House Moves Donor Privacy Legislation

Much media attention this week was on a House panel’s party-line vote to advance a resolution that would censure IRS Commissioner John Koskinen. However, another significant legislative effort related to the tax agency, the Preventing IRS Abuse and Protecting Free Speech Act, was approved by the full House of Representatives on Tuesday. This legislation, authored by Rep. Peter Roskam (R-Ill.), would prohibit the IRS from requiring the identities of donors to nonprofit organizations.

Current law requires 501(c) organizations to report on Schedule B of the IRS Form 990 information about donors giving $5,000 or more in a calendar year. However, particularly after the leak of National Organization for Marriage’s donor list in 2012 and more recent demands by state attorneys general for these forms, concern has grown that the mishandling of such information could chill First Amendment freedoms of donors.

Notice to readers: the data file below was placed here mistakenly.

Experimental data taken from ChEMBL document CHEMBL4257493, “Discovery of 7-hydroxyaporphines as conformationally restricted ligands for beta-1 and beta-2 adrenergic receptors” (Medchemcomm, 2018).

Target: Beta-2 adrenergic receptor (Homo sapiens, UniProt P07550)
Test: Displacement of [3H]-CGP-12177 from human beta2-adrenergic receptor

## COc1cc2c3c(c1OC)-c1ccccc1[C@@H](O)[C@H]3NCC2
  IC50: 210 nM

Following passage of his bill, Rep. Roskam said, “We voted to eliminate a confidential form the IRS proved incapable of securing. The agency has said it doesn’t even need this form for tax administration in the first place. Either one of these facts should be reason enough to eliminate an onerous regulation. In this case, we have both.”

This legislation now goes to the Senate where Sen. Tim Scott (R-S.C.) this week introduced a similar bill.

By Aaron Mercer, Vice President of Government Relations

Published: June 17, 2016

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